Kevin J Ball, Mervyn Dinnen, Neil Morrison and Steven Toft have their say.
As a companion piece to XpertHR’s January 2012 economic commentary article, I’m delighted to be able to present a round-up of economic predictions for the coming year from four leading UK HR bloggers:
- Kevin J Ball
- Mervyn Dinnen
- Neil Morrison
- Steven Toft
I am extremely grateful to each of these gentlemen for taking the time to contribute their personal expectations for the UK economy in 2012 and beyond. You can find out more about each contributor from the short introductory paragraph preceding their own words.
HR Director Kevin J Ball is the author of the People Matters blog. Kevin wrote the classic first post in XpertHR’s If I could change one thing about HR… series and also contributed his views on economic prospects for 2011 to last year’s round-up, which he revisits here. You can follow Kevin on Twitter and connect with him via LinkedIn.
Last year I predicted a range of numbers for the economy. All were drawn from decent sources and all of them proved to be wrong. GDP (worse than predicted), Inflation (worse), pay settlements (slightly better) and unemployment (slightly better again).
This year I’m probably better sticking to something broad – things aren’t going to get substantially better in 2012: we are probably back in recession right now, inflation may well tail off, unemployment will get worse and pay isn’t going up anytime soon.
The saddest thing that George Osborne and I both learned last year is that all of this is largely out of the hands of UK Government anyhow. Look East for growth and investment and expect to pay an awful lot for it.
I also wrote about political risk. I characterised our politicians as tiptoeing between the stalling US recovery and the eurozone debt crisis and wondered if the coalition could hold.
Now it’s 2012, and the US is showing only the faint signs of life you’d associate with a dead cat bounce and it looks like the markets may push the EU off a cliff before the end of the year.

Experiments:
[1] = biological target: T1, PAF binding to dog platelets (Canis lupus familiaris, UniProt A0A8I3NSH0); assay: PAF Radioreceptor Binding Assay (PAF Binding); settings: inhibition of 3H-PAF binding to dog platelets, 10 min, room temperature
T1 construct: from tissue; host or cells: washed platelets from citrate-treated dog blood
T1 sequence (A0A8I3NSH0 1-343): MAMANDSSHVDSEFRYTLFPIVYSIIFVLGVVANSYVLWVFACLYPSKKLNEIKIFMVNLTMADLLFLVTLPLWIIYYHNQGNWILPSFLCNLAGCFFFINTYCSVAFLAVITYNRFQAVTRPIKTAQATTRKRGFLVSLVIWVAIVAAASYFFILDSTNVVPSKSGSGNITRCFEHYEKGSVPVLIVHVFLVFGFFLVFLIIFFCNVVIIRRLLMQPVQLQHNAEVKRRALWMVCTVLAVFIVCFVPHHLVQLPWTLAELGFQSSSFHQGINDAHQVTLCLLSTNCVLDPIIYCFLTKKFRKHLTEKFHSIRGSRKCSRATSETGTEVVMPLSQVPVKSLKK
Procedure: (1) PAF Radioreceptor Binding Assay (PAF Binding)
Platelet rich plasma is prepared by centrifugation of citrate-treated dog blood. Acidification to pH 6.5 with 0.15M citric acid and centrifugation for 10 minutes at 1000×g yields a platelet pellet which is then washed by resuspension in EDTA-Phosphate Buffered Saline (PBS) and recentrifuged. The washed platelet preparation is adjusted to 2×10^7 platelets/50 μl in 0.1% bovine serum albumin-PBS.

Whether Cameron and Clegg have just rewound the UK and Europe to 1970 or are skilfully dancing the funky Gibbon with their own backbenchers is a matter of guess work. My money would be on Thatcher’s children finally getting their way and severing our ties (the good faith ones if not the political ones, just yet) with our biggest market. Once more the coalition looks precarious on paper but they’ve been surprisingly steady so far. A little side note to come out of the recent EU summit was on employment law harmonisation. Nice work to get to after we’ve untied the Gordian Knot.
For HR, I’m afraid it’s more of the same for 2012. Siege budgets and the Board stockpiling cash will make it really tough to do the development work most of us love.
No business is going to take a bet on anything other than the surest of sure things and we will all struggle with the depressing reality of redundancy programmes and other, even less savoury, regressive work.
The predicted erosion of employment rights in the UK is materialising but opportunity continues to exist for business to do good for themselves, the economy and society through work placements, apprenticeship schemes and other initiatives for tackling long-term unemployment (such as this). With a little imagination, this is one opportunity for innovation in HR that may take us past hand-wringing and into doing something useful.
It’s a pleasure to welcome Mervyn Dinnen for his debut piece for XpertHR. Mervyn is the Content and Community Manager at Jobsite, and writes the T Recs blog. You can follow Mervyn on Twitter and connect with him via LinkedIn.
We are currently experiencing a post-traumatic flat-lining economy suffering regular aftershocks. Indeed, if a recession was defined as six months of negative growth rather than two successive quarters then we would have already had our double dip (in Q4 2010/Q1 2011), and would almost certainly be looking towards our next one at some stage in the next nine months. Any further deterioration in the EU economies will only push us further backwards.
Whatever the rights or wrongs of the economic re-engineering that we’ve seen over the last 30 years or so, we’re now stuck with a consumption-based economy in which there is little appetite or available funds to consume.
Without increased consumption there will be little growth, and without growth there will be few new jobs. Anecdotally there are already signs of the feared job-loss recovery taking shape…although we are currently seeing the numbers of advertised positions holding up.
So for 2012 I can see only more of the same. No doubt there will be some positive quarters for economic growth (almost certainly around the time of the London Olympics).
But they will be followed by some negative quarters, with GDP remaining fairly flat and unemployment rising as a stalling economy eats into the confidence needed to create new jobs and businesses.
There are skill shortages in some industries and I can only hope companies that can hire do so, and take a chance on up-skilling those looking for work.
On a positive note, I do think there will be a growing creative spirit amongst the younger unemployed as they look for new ways to make money and begin to embrace a form of flexible self-employment.